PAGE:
State Supreme Court to rule on Prop. 8 standing

The California Supreme Court has just announced it will file a written opinion at 10 a.m. tomorrow, Thursday, Nov. 17, in Perry v. Brown, the same-sex marriage case.

The case involves whether an initiative measure’s official proponents have standing to defend that measure’s constitutionality when the public officials charged with that duty decline to do so. The 9th U.S. Circuit Court of Appeals – which is considering the constitutionality of Proposition 8, the 2008 ballot measure that amended the state constitution to define marriage as only between a man and a woman – had asked the state Supreme Court to rule on this particular issue; the court heard oral arguments on it Sept. 6 in San Francisco.

The ruling will be publicly available online.

UPDATE @ 12:37 P.M. THURSDAY: Read the full story on today’s ruling here, and read the ruling itself here.

Josh Richman

Josh Richman covers state and national politics for the Bay Area News Group. A New York City native, he earned a bachelor’s degree in journalism from the University of Missouri and reported for the Express-Times of Easton, Pa. for five years before coming to the Oakland Tribune and ANG Newspapers in 1997. He is a frequent guest on KQED Channel 9’s “This Week in Northern California;” a proud father; an Eagle Scout; a somewhat skilled player of low-stakes poker; a rather good cook; a firm believer in the use of semicolons; and an unabashed political junkie who will never, EVER seek elected office.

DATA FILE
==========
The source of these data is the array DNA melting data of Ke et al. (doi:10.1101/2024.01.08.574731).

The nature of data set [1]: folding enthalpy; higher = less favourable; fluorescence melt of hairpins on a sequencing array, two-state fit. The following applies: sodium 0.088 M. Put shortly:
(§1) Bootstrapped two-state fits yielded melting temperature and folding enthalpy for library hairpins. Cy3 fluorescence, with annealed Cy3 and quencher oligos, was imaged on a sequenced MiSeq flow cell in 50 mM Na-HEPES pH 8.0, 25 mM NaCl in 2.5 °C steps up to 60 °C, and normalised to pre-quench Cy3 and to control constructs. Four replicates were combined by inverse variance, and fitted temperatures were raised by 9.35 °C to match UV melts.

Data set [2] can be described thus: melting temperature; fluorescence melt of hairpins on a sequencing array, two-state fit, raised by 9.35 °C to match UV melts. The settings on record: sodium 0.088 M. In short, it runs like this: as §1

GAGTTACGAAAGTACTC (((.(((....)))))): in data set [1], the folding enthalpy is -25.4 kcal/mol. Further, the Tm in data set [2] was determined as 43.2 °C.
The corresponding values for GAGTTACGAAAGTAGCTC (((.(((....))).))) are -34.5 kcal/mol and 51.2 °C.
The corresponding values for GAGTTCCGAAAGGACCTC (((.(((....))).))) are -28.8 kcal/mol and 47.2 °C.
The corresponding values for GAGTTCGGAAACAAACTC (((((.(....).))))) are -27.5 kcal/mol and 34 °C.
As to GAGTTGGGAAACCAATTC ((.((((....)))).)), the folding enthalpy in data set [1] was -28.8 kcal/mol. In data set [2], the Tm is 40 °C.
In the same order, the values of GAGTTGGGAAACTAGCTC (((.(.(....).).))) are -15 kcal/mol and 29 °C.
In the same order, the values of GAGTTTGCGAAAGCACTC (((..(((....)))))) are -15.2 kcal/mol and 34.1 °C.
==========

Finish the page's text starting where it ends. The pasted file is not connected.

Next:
• Elwood

    The court has ruled UNANIMOUSLY that the backers of Prop 8 have the constitutional right to defend it in court.

    As an aside what gives the governor and the AG the right to decide not to defend a vote of the people? See also Prop 187

  • John W

    Google “outside the beltway.com” “presidential decisions not to defend the constitutionality of Federal law.”

    In some cases mentioned, the executive branch didn’t just decline to defend the law in question. They actually argued that the law was unconstitutional. The governor and AG didn’t go that far in the case of Prop. 8, but they could have, given their belief that Prop. 8 is indeed unconstitutional. If you want Prop. 8 defended, you should be glad the gov and AG declined. Their heart wouldn’t be in it. But, by not defending it, the cleared the way for the Prop. 8 fan club to defend the law to their hearts content.

    I’m sure there are plenty of examples at the state level in various states, in addition to the Federal cases described by outsidethebeltway.com.